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Posted 30 July 2009 - 03:50 PM

Hi Patrick,

Institutional Bias exists in all sciences. I believe we are talking about Institutional Identity here however. Millions of dollars have been spent in hallmark and brand infringement court cases. The reason is because a company wants it's customers to know that they are buying their product and not some fraudulent knockoff. Ebay was recently slapped with a 65 million dollar fine for not adequately protecting brand name companies from having their name cheapened by pirated products. Companies protect their brands very strongly because that hallmark represents them and their company ideals, philosophy et al.

The business world rewards continuity as I think you will agree. That continuity is represented by the hallmarks. They do indeed sometimes change but never in such a manner that the customer can't instantly identify the company. They allways maintain a common design element that is readily recognizable across all the years that the company has existed. It is done for a reason.


Cheers
Gary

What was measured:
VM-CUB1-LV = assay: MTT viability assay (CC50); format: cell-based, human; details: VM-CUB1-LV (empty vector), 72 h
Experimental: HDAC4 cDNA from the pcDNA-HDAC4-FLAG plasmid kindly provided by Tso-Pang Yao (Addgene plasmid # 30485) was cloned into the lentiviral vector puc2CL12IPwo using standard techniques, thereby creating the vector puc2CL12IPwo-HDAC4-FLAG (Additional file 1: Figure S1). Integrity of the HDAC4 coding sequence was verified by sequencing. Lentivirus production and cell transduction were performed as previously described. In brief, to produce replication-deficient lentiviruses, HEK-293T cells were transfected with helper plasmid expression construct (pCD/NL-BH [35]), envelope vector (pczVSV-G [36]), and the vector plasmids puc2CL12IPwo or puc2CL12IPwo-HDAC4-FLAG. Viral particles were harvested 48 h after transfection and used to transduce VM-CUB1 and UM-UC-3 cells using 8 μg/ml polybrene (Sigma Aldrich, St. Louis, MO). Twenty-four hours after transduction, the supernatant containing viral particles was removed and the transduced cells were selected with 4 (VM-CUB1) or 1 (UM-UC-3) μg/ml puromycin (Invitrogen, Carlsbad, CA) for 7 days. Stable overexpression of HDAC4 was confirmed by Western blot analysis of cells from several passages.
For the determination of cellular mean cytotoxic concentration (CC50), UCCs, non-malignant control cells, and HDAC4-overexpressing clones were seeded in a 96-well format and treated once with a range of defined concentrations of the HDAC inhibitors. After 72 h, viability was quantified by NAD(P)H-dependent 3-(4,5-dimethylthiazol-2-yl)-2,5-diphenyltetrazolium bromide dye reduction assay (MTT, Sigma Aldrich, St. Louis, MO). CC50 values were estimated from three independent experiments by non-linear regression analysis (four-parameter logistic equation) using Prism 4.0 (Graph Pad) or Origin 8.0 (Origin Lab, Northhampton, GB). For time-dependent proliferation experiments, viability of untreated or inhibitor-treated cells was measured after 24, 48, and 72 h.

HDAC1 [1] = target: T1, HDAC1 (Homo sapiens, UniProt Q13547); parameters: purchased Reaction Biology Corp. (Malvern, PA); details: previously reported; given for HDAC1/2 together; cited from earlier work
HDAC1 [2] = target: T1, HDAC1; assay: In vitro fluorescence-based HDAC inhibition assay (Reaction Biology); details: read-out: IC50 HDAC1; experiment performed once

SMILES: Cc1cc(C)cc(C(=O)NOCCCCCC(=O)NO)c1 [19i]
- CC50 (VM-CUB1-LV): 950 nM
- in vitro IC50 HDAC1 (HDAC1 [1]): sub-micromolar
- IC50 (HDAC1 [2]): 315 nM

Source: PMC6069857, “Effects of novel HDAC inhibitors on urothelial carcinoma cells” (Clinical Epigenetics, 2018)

In biomedical research, we have a principle called institutional bias, in which previously held assumptions or beliefs are assumed to be facts. While in fact, there is nothing to say that what a company did at one point in its past is necessarily a predictor of what they will do in the future. Many companies changed their hallmarks and basic wing designs multiple times during the course of their history (and not infrequently concurrently!). While it is true, many companies maintained a similar pattern throughout (as you correctly pointed out), other companies (such as NS Meyers, Gemsco, AE Co, H&H/Imperial, LGB, etc) incorporated multiple changes during their history. That is the danger of institutional bias, because you have already, a priori, decided that the pattern of similar historical hallmarking exhibited by BB&B, for example, is more valid in predicting whether or not the KG Luke hallmarks are fake, than say the evolving historical pattern of hallmarking exhibited by NS Meyers or Gemsco, for example. You then use your bias to support your hypothesis in a circular manner. In fact, since KG Luke as a company is totally independent from both BB&B and NS Meyers, I would argue that neither pattern of historical hallmarking by BB&B or NSM is predictive of how the KG Luke company did in fact hallmark their wings.